The familiarity with Priceline’s marketing is a good place to start, though. Mix in a few thousand medical and dental professionals who are willing to try a similar technique to improve their new patient flow and you’ve got a website called PriceDoc.
For an average of about $50 per month for a spot on the PriceDoc website, you can give percentage discounts, allow patients to negotiate for prices, or simply state your fee for specific procedures. Like a porcelain crown. Can you imagine someone on the internet seeing that your crown fee is less than the other dentist down the street, and then coming to you instead, and paying cash?
Or if you put the shoe on the other foot, have you tried shopping for that gall bladder surgery that you’ve been needing for a while?
PriceDoc went national about six months ago, and has yet to post any impressive procedure price wars between healthcare providers. There’s also no way to know if a dentist is as good as they say they are on their advertisement, so it’s difficult to predict whether or not this type of marketing will appeal to those dentists who value quality care over production quotas. Currently the only requirement for setting up a provider account is a credit card.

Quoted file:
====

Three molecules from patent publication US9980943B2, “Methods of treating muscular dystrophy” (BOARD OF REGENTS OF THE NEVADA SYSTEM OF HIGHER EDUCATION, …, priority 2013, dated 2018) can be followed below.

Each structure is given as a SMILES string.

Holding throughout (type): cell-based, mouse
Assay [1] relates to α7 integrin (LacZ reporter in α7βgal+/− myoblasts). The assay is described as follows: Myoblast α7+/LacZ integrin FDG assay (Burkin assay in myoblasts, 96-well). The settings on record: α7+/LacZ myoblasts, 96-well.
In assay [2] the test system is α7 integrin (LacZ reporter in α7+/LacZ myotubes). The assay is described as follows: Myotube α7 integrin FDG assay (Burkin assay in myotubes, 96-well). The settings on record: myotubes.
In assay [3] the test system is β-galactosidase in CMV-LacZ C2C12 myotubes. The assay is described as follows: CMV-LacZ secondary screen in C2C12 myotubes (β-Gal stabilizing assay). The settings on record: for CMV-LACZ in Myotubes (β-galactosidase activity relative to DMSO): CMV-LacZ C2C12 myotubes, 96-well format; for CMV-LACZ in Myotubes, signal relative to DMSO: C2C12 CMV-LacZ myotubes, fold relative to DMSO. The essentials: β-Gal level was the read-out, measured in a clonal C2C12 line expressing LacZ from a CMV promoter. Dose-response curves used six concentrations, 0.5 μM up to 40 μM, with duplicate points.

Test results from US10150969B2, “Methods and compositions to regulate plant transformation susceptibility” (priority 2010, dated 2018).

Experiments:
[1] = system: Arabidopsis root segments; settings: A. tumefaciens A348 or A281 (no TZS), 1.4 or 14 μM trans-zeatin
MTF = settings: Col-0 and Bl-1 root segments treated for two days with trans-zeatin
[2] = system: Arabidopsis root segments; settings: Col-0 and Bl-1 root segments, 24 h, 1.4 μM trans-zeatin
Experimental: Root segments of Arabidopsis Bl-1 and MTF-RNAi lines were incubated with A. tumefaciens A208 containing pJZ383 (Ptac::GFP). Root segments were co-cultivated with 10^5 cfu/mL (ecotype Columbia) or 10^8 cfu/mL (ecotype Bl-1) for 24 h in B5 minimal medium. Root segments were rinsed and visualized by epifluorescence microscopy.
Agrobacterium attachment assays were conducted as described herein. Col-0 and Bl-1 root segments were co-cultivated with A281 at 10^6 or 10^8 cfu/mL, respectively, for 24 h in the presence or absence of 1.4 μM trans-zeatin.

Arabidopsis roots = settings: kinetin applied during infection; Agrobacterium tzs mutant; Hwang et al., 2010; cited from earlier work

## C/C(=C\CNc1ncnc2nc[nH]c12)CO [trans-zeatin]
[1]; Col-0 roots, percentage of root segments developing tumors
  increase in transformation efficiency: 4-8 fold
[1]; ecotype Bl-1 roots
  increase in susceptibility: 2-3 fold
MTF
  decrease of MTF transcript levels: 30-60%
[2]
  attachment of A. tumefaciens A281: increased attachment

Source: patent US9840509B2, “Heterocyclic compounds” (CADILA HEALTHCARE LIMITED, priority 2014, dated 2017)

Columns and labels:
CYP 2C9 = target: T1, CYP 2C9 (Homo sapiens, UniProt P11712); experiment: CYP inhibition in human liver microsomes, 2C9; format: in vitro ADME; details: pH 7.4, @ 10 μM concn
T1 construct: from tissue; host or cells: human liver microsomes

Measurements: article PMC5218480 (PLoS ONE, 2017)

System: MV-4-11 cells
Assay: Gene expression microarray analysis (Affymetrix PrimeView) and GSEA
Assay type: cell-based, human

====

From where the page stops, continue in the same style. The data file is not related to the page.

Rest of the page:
It’s a great idea in concept, especially for patients without insurance and dentists that prefer consumer-driven care instead of insurance-dictated treatment. If enough healers are ready to take a leap of faith, PriceDoc may become a force that changes healthcare forever.
In the meantime, consumers already have the ability to price out the average cost of many common dental procedures without having to compare dentists’ fees directly. The website Healthcare Blue Book offers suggestions based on a patient’s zip code, and even recommends taking a printout of the “fair cash price” to your office when an estimate is presented for anticipated dental work. Blue Book prices are generally above standard insurance contract rates, and considered fair compensation for cash-paying patients.
Patients should probably be glad, though, that dentists can’t use the Blue Book in reverse to judge the condition of a person’s mouth beforehand.